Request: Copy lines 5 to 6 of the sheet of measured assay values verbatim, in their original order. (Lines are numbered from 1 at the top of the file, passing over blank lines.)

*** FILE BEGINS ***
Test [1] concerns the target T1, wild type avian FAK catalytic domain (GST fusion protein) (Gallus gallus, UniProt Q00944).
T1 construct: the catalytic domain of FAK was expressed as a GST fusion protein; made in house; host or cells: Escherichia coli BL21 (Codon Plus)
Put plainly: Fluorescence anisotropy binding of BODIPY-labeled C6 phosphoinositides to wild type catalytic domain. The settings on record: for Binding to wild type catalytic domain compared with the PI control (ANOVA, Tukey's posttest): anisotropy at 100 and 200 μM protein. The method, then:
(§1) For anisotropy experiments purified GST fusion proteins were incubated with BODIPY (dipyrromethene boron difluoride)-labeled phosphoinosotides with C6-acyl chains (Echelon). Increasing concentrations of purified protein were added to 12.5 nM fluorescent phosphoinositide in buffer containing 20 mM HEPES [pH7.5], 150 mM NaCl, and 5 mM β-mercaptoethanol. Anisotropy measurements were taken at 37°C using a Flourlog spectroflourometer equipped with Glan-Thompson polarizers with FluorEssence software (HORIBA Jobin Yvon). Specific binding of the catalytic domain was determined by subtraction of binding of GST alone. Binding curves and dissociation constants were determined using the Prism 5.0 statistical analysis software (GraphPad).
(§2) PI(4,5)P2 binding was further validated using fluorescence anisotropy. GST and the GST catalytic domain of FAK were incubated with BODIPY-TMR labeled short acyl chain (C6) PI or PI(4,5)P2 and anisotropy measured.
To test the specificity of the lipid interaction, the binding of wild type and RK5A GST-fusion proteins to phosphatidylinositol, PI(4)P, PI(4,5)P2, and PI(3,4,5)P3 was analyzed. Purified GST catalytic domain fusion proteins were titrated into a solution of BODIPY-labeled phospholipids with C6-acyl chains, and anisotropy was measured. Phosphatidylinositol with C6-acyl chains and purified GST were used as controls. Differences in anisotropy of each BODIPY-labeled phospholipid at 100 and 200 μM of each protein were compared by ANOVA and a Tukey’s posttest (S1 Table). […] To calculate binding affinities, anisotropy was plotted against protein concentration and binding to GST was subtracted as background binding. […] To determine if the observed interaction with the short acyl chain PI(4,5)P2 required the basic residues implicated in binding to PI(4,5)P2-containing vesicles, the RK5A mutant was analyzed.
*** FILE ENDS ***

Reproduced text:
(§2) PI(4,5)P2 binding was further validated using fluorescence anisotropy. GST and the GST catalytic domain of FAK were incubated with BODIPY-TMR labeled short acyl chain (C6) PI or PI(4,5)P2 and anisotropy measured.
To test the specificity of the lipid interaction, the binding of wild type and RK5A GST-fusion proteins to phosphatidylinositol, PI(4)P, PI(4,5)P2, and PI(3,4,5)P3 was analyzed. Purified GST catalytic domain fusion proteins were titrated into a solution of BODIPY-labeled phospholipids with C6-acyl chains, and anisotropy was measured. Phosphatidylinositol with C6-acyl chains and purified GST were used as controls. Differences in anisotropy of each BODIPY-labeled phospholipid at 100 and 200 μM of each protein were compared by ANOVA and a Tukey’s posttest (S1 Table). […] To calculate binding affinities, anisotropy was plotted against protein concentration and binding to GST was subtracted as background binding. […] To determine if the observed interaction with the short acyl chain PI(4,5)P2 required the basic residues implicated in binding to PI(4,5)P2-containing vesicles, the RK5A mutant was analyzed.